Darwin’s Cargoes |Digital Collections Programme

A guest blog by Prof Adrian Lister

HMS Beagle took Charles Darwin on his famous voyage of discovery from 1831-1836. Darwin collected thousands of specimens, many of which survive in the collections of the Museum, but how did these specimens make their way to the UK from remote locations around the world?

In this blog, marking Darwin’s first fossil discovery on 22nd September 1832, Prof Adrian Lister retraces the journey of Darwin’s Cargoes. Continue reading “Darwin’s Cargoes |Digital Collections Programme”

Museum collections used to show our oceans are more acidic than 140 years ago| Curator of Micropaleontology

This pre-lockdown publication from the Micropaleontology team at the Museum has received a lot of press and social media attention. CT scans of the calcareous shells of microscopic plankton called Foraminifera have shown that modern examples can be considerably thinner than their equivalents recovered by the ground breaking Challenger Expedition of the 1870s. We argue this thinning is due to increased levels of carbon dioxide in the atmosphere and subsequently more acidic oceans.

Read on to find out about the methods used and why this discovery is so significant for the future of our oceans and planet.

CT scans Foraminifera
CT scans of microscopic planktonic Foraminifera showing differences in wall thickness; historical specimens are on the bottom row and the warm colours indicate considerably thicker shells.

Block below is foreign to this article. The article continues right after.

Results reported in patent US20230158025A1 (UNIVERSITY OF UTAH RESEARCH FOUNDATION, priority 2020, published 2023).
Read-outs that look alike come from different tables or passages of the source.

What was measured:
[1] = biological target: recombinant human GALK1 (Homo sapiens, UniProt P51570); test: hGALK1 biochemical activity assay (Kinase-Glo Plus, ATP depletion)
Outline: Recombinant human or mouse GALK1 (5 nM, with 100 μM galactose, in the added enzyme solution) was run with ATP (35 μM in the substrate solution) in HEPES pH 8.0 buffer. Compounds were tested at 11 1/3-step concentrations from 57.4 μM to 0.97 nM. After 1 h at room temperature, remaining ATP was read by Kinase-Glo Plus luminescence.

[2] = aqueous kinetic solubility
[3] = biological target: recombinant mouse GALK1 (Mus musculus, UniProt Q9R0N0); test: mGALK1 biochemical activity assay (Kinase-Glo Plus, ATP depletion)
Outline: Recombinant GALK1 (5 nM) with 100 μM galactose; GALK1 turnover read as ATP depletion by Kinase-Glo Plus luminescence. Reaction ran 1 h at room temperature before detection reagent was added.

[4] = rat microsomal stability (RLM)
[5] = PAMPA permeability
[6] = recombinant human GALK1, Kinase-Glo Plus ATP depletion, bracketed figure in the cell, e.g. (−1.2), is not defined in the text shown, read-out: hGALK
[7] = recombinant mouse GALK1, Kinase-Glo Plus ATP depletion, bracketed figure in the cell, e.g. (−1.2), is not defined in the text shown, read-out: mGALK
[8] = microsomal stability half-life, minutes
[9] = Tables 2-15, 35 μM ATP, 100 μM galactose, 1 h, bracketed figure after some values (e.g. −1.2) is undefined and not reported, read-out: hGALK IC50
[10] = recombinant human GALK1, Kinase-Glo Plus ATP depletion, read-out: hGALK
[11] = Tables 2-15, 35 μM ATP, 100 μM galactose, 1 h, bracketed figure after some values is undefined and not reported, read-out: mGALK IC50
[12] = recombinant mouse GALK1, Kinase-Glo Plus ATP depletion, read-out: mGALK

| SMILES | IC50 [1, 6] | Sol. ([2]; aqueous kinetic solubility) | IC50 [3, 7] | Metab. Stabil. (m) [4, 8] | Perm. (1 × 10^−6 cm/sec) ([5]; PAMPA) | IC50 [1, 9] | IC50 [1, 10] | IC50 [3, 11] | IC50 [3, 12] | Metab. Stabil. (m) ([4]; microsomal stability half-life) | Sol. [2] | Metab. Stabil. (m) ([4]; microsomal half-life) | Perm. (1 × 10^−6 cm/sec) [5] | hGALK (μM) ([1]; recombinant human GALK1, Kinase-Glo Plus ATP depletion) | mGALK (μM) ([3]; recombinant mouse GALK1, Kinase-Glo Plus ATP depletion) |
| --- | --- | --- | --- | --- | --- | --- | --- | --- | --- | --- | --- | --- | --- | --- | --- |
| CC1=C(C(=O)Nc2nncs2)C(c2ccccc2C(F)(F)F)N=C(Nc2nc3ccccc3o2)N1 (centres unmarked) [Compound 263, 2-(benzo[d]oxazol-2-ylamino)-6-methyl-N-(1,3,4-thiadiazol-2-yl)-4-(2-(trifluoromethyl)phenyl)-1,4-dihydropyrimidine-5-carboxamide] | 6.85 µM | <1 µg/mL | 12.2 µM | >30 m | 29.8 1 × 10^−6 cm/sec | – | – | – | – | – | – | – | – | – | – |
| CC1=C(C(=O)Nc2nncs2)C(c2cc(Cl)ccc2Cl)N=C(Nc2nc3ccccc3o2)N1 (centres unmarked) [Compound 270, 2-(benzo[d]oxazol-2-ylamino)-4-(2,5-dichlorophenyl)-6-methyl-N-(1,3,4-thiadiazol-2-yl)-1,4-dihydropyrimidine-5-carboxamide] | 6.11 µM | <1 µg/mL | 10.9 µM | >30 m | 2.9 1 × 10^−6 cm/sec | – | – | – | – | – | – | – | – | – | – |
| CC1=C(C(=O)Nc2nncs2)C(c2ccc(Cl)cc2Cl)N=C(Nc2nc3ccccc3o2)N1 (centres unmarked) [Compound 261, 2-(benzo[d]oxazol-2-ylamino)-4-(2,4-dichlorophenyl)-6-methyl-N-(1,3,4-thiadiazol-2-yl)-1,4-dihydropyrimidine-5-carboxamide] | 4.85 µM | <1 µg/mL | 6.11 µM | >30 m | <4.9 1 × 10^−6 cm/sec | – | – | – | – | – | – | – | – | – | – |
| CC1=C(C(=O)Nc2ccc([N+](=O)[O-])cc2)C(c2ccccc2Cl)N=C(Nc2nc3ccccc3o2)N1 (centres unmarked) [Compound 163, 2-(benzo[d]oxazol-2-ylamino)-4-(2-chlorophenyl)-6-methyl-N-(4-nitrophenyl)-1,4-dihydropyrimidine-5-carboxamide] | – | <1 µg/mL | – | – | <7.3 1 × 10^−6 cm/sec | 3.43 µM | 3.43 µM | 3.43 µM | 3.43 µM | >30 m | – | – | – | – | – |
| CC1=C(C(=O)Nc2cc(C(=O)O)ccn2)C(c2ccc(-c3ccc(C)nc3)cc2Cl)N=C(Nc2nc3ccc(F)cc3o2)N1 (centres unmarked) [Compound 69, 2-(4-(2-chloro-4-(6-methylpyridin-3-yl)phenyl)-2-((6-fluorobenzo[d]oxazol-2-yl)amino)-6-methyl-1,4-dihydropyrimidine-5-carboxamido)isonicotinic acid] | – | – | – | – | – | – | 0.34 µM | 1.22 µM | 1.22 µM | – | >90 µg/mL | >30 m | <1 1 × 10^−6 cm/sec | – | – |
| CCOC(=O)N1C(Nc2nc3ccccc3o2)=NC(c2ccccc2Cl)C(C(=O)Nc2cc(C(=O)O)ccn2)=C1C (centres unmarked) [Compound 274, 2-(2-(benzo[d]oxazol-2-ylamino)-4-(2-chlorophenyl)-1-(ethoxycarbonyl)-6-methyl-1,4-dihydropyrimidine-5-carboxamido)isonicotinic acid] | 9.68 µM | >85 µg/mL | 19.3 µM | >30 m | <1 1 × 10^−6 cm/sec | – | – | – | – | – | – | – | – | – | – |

Continue reading “Museum collections used to show our oceans are more acidic than 140 years ago| Curator of Micropaleontology”

Banks in Britain: the British plant collections of Joseph Banks | Botanical Collections

The private herbarium of the eminent eighteenth-century naturalist and explorer Sir Joseph Banks became one of the founding collections of the Natural History Museum’s herbarium following his death 200 years ago this year, in 1820.

The legacy of Banks’s voyages overseas – and particularly the Endeavour voyage with James Cook – has been well documented. This post, by Fred Rumsey, looks at the British specimens Banks collected, or was gifted, and considers the significance of those collections today.

Continue reading “Banks in Britain: the British plant collections of Joseph Banks | Botanical Collections”

Banks abroad: the botany of the voyages of Joseph Banks | Botany collections

In a recent blog post we looked at the contribution of the eminent eighteenth-century naturalist and explorer Sir Joseph Banks to the herbarium at the Natural History Museum. Banks died in 1820 – 200 years ago this year – at the age of 77. His private herbarium subsequently became one of the founding collections of the Natural History Museum’s General Herbarium of over 5 million specimens.

As a young man, Joseph Banks was a traveller. For seven years, from the age of 23, his travels took him across the globe, to all continents except Antarctica, and they established his reputation as a leading natural historian of the day. Collecting specimens was at the very core of what he was doing during those voyages undertaken during the late 1760s and early 1770s. Botanical specimens that he collected are today in the herbarium at the Natural History Museum .

In this post, we look at Banks’s botanizing during the voyages he made overseas – to Newfoundland and Labrador in 1766, on James Cook’s first Circumnavigation from 1768–71 and to Iceland in 1772 – and we consider the scientific significance today of the collections that he made.